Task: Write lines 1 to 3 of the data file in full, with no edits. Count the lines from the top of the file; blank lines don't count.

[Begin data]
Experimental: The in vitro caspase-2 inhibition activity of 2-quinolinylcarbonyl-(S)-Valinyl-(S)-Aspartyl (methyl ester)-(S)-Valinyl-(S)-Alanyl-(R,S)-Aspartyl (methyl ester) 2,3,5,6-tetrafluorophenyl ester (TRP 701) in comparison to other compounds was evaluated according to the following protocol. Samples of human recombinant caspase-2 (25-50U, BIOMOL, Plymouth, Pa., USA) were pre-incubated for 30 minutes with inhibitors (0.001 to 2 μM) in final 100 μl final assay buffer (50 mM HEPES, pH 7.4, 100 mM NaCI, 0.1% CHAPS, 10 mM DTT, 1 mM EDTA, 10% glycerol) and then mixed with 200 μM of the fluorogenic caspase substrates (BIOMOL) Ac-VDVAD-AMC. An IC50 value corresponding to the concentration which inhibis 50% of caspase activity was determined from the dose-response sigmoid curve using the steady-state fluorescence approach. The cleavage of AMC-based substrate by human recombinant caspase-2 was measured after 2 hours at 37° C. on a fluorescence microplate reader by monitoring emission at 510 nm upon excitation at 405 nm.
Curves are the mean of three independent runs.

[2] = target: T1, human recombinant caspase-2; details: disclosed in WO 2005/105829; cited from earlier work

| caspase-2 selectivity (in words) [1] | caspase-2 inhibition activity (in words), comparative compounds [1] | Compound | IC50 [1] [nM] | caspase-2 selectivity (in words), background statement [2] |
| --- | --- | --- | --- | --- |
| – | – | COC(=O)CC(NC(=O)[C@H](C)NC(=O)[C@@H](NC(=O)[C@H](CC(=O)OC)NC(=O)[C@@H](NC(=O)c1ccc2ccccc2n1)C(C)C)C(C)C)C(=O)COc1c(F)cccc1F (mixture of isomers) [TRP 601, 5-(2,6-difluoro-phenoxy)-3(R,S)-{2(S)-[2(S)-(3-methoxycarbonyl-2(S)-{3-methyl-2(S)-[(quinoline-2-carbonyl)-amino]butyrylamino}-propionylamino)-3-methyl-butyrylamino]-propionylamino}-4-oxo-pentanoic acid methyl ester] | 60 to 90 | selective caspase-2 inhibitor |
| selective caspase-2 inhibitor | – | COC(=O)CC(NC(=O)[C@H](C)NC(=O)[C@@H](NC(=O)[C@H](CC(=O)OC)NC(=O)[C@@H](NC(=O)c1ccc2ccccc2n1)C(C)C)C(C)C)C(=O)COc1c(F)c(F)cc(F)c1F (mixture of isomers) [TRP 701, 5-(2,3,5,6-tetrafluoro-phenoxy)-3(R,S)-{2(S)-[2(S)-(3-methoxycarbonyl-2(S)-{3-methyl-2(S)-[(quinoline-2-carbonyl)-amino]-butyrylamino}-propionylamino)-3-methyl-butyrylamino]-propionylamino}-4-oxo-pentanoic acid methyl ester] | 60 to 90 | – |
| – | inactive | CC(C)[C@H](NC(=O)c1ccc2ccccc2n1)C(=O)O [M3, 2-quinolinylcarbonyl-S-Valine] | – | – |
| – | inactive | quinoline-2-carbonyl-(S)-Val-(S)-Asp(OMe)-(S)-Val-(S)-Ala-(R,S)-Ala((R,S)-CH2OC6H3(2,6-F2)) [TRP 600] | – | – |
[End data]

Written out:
Experimental: The in vitro caspase-2 inhibition activity of 2-quinolinylcarbonyl-(S)-Valinyl-(S)-Aspartyl (methyl ester)-(S)-Valinyl-(S)-Alanyl-(R,S)-Aspartyl (methyl ester) 2,3,5,6-tetrafluorophenyl ester (TRP 701) in comparison to other compounds was evaluated according to the following protocol. Samples of human recombinant caspase-2 (25-50U, BIOMOL, Plymouth, Pa., USA) were pre-incubated for 30 minutes with inhibitors (0.001 to 2 μM) in final 100 μl final assay buffer (50 mM HEPES, pH 7.4, 100 mM NaCI, 0.1% CHAPS, 10 mM DTT, 1 mM EDTA, 10% glycerol) and then mixed with 200 μM of the fluorogenic caspase substrates (BIOMOL) Ac-VDVAD-AMC. An IC50 value corresponding to the concentration which inhibis 50% of caspase activity was determined from the dose-response sigmoid curve using the steady-state fluorescence approach. The cleavage of AMC-based substrate by human recombinant caspase-2 was measured after 2 hours at 37° C. on a fluorescence microplate reader by monitoring emission at 510 nm upon excitation at 405 nm.
Curves are the mean of three independent runs.

[2] = target: T1, human recombinant caspase-2; details: disclosed in WO 2005/105829; cited from earlier work